After the return of the Argonauts, Acastus' sisters were seduced by Medea to cut their father Pelias in pieces and boil them. Acastus, when he heard this, buried his father, and drove Jason and Medea from Iolcus (and, according to Pausanias, his sisters also), and instituted funeral games in honor of his father. He thereafter became king of Iolcus.
Acastus purifed Peleus of the murder of King Eurytion of Phthia. Acastus' wife (variously named in mythology; often Astydamia, but sometimes Hippolyte, daughter of Cretheus) fell in love with Peleus but he scorned her. Bitter, she sent a messenger to Antigone, Peleus' wife and daughter of Eurytion, to tell her that Peleus was to marry Acastus' daughter, Steropes.
Astydamia then told Acastus that Peleus had tried to rape her. Acastus took Peleus on a hunting trip and hid his sword while he slept, then abandoned him on Mt. Pelion to be killed by centaurs. The wise centaur Chiron (or the god Hermes) returned Peleus' sword and Peleus managed to escape. With Jason and the Dioscuri, Peleus sacked Iolcus, dismembered Astydamia (and, in some accounts, Acastus himself), and marched his army between the pieces. Their kingdom later fell to Jason's son Thessalus.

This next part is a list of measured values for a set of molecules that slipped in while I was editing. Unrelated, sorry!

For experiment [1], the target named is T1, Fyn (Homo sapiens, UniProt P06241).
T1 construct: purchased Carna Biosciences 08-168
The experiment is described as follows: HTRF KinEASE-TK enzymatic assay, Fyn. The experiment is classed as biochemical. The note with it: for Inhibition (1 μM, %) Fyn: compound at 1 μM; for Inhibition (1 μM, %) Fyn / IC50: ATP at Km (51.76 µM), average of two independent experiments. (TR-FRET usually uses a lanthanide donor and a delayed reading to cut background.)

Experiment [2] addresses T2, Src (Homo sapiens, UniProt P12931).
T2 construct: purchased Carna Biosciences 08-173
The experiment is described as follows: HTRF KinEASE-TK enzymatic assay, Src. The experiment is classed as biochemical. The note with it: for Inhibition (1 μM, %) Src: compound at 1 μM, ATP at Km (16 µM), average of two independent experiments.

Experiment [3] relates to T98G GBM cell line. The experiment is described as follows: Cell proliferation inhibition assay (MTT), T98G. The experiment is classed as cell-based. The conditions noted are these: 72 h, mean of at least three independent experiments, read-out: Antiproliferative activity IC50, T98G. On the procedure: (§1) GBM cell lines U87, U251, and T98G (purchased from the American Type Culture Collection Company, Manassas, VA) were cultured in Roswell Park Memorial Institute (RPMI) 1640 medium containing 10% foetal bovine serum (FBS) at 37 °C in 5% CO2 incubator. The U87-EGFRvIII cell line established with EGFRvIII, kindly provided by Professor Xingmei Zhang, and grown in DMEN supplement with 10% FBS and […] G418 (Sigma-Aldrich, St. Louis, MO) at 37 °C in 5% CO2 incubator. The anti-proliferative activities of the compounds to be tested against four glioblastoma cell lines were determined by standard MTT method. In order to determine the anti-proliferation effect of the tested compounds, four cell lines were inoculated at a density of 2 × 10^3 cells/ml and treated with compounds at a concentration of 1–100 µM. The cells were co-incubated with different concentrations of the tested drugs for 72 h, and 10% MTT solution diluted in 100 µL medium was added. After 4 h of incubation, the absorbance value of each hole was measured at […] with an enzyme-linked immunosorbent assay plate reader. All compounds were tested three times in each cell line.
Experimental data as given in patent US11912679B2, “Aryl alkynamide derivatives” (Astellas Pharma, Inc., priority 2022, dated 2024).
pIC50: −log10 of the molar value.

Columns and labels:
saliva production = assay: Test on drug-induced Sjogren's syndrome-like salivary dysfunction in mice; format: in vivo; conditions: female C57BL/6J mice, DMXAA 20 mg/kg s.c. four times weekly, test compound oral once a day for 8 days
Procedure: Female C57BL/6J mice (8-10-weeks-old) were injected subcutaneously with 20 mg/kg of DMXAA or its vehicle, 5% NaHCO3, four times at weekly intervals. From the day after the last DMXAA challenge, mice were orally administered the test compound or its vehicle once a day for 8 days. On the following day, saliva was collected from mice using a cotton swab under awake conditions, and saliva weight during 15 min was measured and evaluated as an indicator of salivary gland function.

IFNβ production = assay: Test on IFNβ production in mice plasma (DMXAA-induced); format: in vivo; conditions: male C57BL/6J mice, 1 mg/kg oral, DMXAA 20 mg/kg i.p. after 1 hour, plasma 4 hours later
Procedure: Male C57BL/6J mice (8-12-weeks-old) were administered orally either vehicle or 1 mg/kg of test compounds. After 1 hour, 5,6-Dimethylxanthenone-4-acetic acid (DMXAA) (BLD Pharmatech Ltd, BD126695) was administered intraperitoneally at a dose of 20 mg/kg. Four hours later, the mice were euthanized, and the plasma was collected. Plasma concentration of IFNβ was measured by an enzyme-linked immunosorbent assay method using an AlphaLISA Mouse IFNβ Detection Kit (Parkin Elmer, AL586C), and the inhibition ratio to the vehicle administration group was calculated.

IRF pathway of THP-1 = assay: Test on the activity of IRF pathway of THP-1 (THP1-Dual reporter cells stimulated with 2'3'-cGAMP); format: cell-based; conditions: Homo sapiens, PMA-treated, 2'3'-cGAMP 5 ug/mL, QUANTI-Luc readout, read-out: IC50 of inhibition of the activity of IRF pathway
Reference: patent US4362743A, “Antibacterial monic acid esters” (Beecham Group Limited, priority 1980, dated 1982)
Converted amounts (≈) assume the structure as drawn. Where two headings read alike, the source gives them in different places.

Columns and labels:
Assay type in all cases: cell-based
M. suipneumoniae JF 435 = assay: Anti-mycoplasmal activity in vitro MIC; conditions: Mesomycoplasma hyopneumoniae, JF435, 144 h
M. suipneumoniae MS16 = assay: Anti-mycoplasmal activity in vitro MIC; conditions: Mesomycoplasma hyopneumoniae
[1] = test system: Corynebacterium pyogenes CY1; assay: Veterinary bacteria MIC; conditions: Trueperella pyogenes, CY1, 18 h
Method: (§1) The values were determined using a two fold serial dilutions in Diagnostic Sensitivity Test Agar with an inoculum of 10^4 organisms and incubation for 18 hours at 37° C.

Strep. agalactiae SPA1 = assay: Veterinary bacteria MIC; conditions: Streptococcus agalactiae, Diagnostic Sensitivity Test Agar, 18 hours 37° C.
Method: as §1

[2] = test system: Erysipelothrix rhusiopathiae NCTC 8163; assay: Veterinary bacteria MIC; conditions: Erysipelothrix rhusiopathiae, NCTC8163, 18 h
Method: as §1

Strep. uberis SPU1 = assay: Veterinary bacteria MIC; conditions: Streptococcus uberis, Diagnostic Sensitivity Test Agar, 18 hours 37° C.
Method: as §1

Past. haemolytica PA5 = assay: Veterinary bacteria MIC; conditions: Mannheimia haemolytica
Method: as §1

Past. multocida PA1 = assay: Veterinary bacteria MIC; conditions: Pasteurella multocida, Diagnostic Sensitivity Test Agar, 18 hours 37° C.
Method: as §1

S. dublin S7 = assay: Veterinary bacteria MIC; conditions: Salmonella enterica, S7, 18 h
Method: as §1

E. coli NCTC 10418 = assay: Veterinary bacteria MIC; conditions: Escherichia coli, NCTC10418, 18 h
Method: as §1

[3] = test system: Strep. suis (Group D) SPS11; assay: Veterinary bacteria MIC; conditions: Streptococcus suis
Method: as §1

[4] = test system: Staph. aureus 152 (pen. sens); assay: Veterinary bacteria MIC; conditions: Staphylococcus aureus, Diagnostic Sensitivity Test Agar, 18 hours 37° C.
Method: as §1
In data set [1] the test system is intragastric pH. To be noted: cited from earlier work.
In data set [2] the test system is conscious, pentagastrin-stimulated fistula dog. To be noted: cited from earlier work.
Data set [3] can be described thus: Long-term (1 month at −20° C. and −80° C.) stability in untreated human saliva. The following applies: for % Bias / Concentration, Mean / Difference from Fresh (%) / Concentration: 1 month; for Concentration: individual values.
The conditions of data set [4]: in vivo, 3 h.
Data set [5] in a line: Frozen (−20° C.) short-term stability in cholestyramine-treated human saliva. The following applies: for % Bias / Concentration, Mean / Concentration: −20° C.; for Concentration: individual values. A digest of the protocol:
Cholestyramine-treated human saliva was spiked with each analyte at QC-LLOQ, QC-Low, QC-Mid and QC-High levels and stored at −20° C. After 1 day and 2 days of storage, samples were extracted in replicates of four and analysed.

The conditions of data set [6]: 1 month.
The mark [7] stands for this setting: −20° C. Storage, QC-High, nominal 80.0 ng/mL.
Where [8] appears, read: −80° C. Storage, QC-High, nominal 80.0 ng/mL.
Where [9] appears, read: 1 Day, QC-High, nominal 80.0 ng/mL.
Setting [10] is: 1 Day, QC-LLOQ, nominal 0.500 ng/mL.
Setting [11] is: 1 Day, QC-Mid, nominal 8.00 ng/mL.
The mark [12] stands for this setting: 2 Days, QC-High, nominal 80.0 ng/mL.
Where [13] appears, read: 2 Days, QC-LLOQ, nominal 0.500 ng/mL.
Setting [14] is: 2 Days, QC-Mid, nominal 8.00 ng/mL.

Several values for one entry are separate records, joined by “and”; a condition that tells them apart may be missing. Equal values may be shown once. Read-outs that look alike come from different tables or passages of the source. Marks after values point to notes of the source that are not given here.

Acastus and Astydameia had two daughters: Sterope and Laodamia, and a number of sons. Another daughter, Sthenele, was given by Apollodorus of Athens as the wife of Menoetius and mother of Patroclus. Tzetzes (in his Prolegomena in Hesiodum) calls Arxippus a son of his.
- Hornblower, Simon Acastus The Oxford Classical Dictionary pages = 3 Oxford University Press, Oxford (1996)
- Pausanias vii. 11
- Hygin. Fab. 24 and 273 ; Apollod. i. 9. § 27, &c.; Paus. iii. 18. § 9, vi. 20. § 9, v. 17. § 4 ; Ov. Met. xi. 409, &c.
- Dictionary of Greek and Roman Biography and Mythology by William Smith (1867).
- Apollod. iii. 13. § 2, &c.; Pind. Nem. iv. 90, &c.